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Old 03-04-2011, 10:35 AM   #1 (permalink)
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At what point does air moving fast enough cause things to combust?

Like a meteor hitting the atmosphere? Several thousand miles per hour or so? It'd work in reverse too right? If we somehow had a jet engine that could make a stream of air fast enough it could melt rock, right?
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Old 03-04-2011, 01:52 PM   #2 (permalink)
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I don't know at exactly what speed range most things are combustible - it would vary greatly depending on air density and the heat-dissipating characteristics of your object. I know the SR-71 Blackbird required the leading edges of its surfaces to be made of titanium - everything else melted. Its cruising speed is +/- 2,100 MPH. So the melting "speed" of most rocks would be somewhere south of that.

But your wind generator already exists. The LENS-X wind tunnel operated by Cal-span University at Buffalo Research Center can generate wind speeds up to 25,000 MPH - that's about 8,000 MPH faster than the Space Shuttle's re-entry speed.
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Last edited by yournamehere; 03-04-2011 at 02:06 PM..
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Old 03-04-2011, 02:12 PM   #3 (permalink)
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Originally Posted by yournamehere View Post

But your wind generator already exists. The LENS-X wind tunnel operated by Cal-span University at Buffalo Research Center can generate wind speeds up to 25,000 MPH - that's about 8,000 MPH faster than the Space Shuttle's re-entry speed.
WOW

If it was moving that fast wouldn't basically be a giant flame?

Last edited by Zeraph; 03-04-2011 at 02:15 PM..
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Old 03-04-2011, 04:02 PM   #4 (permalink)
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What generates the heat is not the speed of the air, but the friction of the air moving against an object. Same principle as rubbing your hands together, only with air. So as long as the walls of the wind tunnel whatever happens to be in it are sufficiently low in friction then, no it won't generate a fireball.

As far as your original question though, yes you could melt a rock with air if you got the air moving fast enough and the rock was rough enough.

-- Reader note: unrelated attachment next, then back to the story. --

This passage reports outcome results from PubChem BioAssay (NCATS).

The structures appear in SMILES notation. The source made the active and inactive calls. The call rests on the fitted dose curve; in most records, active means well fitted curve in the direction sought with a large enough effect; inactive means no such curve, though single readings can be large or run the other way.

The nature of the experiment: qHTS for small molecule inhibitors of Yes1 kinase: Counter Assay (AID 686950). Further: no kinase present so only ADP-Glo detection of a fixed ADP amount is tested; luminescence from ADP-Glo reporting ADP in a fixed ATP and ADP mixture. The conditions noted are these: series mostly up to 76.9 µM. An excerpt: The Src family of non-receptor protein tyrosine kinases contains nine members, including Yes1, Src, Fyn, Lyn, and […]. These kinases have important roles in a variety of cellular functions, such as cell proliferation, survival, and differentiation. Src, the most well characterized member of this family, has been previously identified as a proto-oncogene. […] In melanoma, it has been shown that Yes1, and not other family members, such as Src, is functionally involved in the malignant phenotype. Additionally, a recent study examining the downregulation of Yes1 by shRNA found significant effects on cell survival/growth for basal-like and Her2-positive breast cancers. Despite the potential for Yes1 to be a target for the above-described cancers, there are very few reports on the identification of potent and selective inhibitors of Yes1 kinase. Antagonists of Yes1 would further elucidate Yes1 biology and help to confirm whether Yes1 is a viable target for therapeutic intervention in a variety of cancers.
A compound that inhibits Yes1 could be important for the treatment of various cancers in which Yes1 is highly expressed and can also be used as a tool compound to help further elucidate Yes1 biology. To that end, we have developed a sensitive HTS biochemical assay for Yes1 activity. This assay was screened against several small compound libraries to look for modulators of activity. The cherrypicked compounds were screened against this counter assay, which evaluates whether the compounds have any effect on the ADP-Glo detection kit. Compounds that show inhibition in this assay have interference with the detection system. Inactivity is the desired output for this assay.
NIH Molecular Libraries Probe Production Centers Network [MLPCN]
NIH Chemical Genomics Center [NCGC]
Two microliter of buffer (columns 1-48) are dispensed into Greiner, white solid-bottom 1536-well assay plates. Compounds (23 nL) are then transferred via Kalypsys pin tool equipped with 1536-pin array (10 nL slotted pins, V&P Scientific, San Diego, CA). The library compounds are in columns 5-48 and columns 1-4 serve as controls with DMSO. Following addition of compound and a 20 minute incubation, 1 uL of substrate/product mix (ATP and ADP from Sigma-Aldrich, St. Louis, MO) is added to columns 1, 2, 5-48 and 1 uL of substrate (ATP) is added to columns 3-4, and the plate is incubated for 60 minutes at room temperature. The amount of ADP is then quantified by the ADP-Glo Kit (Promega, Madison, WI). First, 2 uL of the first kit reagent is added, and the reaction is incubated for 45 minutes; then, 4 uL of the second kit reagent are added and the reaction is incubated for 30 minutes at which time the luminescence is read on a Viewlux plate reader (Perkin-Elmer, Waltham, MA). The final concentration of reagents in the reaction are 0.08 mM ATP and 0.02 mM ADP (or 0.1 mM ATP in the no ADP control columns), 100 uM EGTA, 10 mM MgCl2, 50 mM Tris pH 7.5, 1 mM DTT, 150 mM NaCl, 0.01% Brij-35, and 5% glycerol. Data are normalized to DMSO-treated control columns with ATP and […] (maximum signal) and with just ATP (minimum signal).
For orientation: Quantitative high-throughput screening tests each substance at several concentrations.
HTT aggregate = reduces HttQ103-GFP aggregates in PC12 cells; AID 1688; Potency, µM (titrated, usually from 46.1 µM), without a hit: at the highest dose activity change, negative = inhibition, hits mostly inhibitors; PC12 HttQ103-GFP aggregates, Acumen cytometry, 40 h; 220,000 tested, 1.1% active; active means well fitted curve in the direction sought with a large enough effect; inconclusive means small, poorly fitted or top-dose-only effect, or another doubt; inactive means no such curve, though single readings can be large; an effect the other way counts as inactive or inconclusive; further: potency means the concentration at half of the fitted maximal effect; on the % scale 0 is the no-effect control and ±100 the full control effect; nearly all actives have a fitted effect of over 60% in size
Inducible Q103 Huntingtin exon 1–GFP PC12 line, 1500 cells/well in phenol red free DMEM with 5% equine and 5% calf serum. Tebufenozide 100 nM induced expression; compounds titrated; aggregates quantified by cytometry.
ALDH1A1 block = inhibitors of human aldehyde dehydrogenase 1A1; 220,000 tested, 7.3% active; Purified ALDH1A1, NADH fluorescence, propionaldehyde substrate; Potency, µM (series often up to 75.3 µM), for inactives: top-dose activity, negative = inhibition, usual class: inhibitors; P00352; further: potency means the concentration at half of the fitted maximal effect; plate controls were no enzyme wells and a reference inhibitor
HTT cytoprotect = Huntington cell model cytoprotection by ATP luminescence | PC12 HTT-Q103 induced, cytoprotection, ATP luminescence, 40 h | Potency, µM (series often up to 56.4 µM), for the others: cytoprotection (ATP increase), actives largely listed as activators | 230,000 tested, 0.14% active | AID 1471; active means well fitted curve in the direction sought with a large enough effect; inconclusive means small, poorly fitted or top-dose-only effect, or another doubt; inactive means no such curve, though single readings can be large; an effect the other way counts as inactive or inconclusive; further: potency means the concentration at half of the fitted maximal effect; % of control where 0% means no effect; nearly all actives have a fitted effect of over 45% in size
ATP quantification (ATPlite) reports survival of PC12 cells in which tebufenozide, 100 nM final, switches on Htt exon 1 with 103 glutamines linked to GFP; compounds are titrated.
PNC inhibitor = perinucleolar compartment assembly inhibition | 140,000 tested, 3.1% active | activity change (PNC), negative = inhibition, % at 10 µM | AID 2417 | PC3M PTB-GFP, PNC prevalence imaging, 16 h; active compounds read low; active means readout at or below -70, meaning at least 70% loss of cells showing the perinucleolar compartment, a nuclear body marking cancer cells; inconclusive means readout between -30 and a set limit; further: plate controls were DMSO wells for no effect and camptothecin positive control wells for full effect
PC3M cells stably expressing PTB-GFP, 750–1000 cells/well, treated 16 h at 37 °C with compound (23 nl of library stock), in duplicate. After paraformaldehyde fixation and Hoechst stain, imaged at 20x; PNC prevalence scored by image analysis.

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Old 03-04-2011, 04:08 PM   #5 (permalink)
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Here's a little info on how it works, from discovery.com (from Jan 2008):
Code:
While the Space Shuttle might be up for the highest bidder, engineers at NASA are
working hard on the next generation manned spacecraft, the Orion.
Part of that work involves testing scaled down models in the world's largest wind tunnel in Buffalo, N.Y.,
which was recently upgraded to achieve air speeds up
to Mach 30, or about 30 times the speed of sound.

"We just got it up and running and started its research life," said
Michael Holden, vice president of hypersonics at Cubrc. "The original wind tunnel was developed by NASA, 
but we have built it much bigger and can get
much more information with our new tunnel."

It takes a "one-two punch," as Holden puts it, to create wind speeds
of 30,000 miles an hour in the 100-foot-plus long, eight-foot wide tunnel.

First, helium or hydrogen gas is compressed to 3,000 pounds per square inch (psi)
and 1,000 degrees Fahrenheit, which breaks a seal. The shock wave created by
the influx of hot gas raises the the pressure inside a second chamber to over
20,000 psi, which breaks a second diaphragm, and releases the compressed air
into the expansion chamber, where it flows over the model craft in the chamber.

The wind tunnel doesn't operate for long. At its most powerful state, the tunnel "blows wind,"
 as Holden says, for only two milliseconds. It's not much time,
but its enough to simulate 60 feet of airflow. Any longer and the facility would literally melt down; those speeds
create temperatures hotter than the sun. . . 
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Old 03-04-2011, 04:21 PM   #6 (permalink)
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Originally Posted by Hektore View Post